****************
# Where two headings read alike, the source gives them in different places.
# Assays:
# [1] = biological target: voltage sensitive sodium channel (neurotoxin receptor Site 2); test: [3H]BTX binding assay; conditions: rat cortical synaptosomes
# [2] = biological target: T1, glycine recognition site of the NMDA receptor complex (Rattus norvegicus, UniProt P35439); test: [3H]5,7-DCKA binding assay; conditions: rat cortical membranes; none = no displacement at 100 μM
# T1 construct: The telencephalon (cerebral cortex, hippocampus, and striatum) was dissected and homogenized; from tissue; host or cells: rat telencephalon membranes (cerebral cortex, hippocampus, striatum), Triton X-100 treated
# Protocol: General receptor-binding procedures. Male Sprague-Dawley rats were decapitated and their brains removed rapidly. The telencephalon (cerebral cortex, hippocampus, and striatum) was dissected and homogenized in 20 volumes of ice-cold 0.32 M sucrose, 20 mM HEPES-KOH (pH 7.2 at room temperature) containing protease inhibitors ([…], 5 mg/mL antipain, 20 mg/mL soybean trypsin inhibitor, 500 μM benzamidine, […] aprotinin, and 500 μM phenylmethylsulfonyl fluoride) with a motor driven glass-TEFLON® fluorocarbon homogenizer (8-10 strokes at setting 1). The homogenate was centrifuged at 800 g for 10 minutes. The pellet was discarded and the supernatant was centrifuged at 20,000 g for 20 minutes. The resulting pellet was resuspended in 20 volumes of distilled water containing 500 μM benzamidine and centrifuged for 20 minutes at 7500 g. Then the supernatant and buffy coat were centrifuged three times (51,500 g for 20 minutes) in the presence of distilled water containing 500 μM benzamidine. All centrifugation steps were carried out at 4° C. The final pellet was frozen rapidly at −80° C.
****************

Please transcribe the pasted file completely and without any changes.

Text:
# Where two headings read alike, the source gives them in different places.
# Assays:
# [1] = biological target: voltage sensitive sodium channel (neurotoxin receptor Site 2); test: [3H]BTX binding assay; conditions: rat cortical synaptosomes
# [2] = biological target: T1, glycine recognition site of the NMDA receptor complex (Rattus norvegicus, UniProt P35439); test: [3H]5,7-DCKA binding assay; conditions: rat cortical membranes; none = no displacement at 100 μM
# T1 construct: The telencephalon (cerebral cortex, hippocampus, and striatum) was dissected and homogenized; from tissue; host or cells: rat telencephalon membranes (cerebral cortex, hippocampus, striatum), Triton X-100 treated
# Protocol: General receptor-binding procedures. Male Sprague-Dawley rats were decapitated and their brains removed rapidly. The telencephalon (cerebral cortex, hippocampus, and striatum) was dissected and homogenized in 20 volumes of ice-cold 0.32 M sucrose, 20 mM HEPES-KOH (pH 7.2 at room temperature) containing protease inhibitors ([…], 5 mg/mL antipain, 20 mg/mL soybean trypsin inhibitor, 500 μM benzamidine, […] aprotinin, and 500 μM phenylmethylsulfonyl fluoride) with a motor driven glass-TEFLON® fluorocarbon homogenizer (8-10 strokes at setting 1). The homogenate was centrifuged at 800 g for 10 minutes. The pellet was discarded and the supernatant was centrifuged at 20,000 g for 20 minutes. The resulting pellet was resuspended in 20 volumes of distilled water containing 500 μM benzamidine and centrifuged for 20 minutes at 7500 g. Then the supernatant and buffy coat were centrifuged three times (51,500 g for 20 minutes) in the presence of distilled water containing 500 μM benzamidine. All centrifugation steps were carried out at 4° C. The final pellet was frozen rapidly at −80° C.